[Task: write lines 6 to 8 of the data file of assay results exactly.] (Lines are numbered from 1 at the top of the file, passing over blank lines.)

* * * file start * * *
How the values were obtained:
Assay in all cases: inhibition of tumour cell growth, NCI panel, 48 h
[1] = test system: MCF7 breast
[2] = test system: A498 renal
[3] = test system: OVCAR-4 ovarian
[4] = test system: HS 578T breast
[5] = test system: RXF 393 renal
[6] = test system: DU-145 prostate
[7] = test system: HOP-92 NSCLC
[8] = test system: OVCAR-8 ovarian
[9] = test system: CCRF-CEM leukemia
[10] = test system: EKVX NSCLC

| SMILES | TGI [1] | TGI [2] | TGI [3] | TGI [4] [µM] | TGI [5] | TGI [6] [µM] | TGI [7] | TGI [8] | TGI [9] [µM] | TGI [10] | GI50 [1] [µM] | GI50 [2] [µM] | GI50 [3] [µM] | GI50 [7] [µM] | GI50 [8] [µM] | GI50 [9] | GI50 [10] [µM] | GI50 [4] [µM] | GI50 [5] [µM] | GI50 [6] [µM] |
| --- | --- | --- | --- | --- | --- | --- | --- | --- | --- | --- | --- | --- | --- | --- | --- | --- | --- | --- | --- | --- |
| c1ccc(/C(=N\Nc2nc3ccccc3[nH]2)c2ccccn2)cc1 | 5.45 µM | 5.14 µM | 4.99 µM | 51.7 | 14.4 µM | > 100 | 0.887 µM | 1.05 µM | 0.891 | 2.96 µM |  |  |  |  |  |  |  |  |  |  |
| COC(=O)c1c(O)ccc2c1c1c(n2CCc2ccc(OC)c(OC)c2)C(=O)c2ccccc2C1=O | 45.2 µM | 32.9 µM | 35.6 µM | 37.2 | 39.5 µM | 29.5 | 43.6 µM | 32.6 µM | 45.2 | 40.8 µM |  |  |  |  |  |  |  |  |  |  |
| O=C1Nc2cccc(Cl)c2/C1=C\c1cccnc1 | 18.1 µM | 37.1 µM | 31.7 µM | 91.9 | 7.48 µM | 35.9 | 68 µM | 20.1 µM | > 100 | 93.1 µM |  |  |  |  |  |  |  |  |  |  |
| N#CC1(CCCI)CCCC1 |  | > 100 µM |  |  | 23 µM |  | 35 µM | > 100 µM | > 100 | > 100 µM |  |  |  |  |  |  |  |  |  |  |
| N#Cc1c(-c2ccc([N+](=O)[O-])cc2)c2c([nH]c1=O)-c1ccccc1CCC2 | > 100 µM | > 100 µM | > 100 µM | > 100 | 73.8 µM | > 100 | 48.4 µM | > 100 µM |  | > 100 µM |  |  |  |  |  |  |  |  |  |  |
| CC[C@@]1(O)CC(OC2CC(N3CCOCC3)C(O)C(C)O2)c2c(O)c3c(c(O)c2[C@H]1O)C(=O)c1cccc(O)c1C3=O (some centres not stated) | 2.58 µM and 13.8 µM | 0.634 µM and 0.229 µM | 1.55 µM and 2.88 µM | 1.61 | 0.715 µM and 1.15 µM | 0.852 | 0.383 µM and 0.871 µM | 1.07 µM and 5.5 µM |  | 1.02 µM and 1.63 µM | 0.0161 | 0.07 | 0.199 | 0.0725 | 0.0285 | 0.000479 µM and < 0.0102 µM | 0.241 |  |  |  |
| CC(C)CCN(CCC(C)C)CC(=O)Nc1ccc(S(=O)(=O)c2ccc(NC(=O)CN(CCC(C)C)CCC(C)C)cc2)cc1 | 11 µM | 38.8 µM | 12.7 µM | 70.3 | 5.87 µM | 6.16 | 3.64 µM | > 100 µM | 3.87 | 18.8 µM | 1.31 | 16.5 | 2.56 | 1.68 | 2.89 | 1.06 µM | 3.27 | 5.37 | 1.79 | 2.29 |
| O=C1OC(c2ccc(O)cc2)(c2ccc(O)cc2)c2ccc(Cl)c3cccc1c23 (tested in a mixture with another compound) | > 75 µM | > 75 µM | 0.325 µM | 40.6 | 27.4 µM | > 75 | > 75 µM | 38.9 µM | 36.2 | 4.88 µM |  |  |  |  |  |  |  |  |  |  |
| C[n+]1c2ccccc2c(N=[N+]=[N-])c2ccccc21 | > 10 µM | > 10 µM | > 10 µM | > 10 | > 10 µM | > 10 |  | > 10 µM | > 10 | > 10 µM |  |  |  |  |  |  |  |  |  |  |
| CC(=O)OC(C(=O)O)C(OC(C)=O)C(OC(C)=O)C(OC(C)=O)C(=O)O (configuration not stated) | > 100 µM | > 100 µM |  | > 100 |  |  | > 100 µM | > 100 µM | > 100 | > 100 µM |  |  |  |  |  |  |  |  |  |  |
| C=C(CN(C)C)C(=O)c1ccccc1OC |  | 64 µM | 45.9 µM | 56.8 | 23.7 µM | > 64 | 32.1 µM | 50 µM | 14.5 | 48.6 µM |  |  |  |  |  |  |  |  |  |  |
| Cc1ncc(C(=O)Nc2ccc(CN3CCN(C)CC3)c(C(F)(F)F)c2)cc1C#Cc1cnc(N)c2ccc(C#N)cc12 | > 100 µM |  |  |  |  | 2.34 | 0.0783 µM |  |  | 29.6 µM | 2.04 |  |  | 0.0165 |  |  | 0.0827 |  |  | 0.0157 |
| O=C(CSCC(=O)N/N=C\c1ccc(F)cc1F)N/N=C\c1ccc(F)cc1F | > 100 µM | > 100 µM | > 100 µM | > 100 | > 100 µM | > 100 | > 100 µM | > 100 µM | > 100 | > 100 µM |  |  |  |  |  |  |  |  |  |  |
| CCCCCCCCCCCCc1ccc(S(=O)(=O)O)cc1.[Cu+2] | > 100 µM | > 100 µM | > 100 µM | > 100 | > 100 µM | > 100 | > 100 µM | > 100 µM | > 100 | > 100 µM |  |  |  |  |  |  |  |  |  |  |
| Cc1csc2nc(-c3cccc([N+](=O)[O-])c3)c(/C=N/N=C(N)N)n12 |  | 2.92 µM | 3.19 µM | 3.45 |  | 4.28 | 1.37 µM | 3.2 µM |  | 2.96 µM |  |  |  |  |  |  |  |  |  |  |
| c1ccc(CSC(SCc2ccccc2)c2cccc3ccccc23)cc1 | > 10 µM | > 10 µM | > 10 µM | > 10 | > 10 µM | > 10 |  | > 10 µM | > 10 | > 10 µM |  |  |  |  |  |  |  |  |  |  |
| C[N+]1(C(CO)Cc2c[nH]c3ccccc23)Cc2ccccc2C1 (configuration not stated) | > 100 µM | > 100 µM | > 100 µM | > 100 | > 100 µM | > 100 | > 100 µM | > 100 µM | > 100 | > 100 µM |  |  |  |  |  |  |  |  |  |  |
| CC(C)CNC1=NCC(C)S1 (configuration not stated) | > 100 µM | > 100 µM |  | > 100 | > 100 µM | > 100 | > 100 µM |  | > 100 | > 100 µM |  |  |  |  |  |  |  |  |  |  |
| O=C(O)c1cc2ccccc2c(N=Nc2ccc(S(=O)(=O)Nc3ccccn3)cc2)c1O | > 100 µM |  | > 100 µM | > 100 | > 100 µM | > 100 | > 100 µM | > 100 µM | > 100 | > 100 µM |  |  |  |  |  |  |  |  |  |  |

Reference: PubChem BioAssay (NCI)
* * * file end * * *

[4] = test system: HS 578T breast
[5] = test system: RXF 393 renal
[6] = test system: DU-145 prostate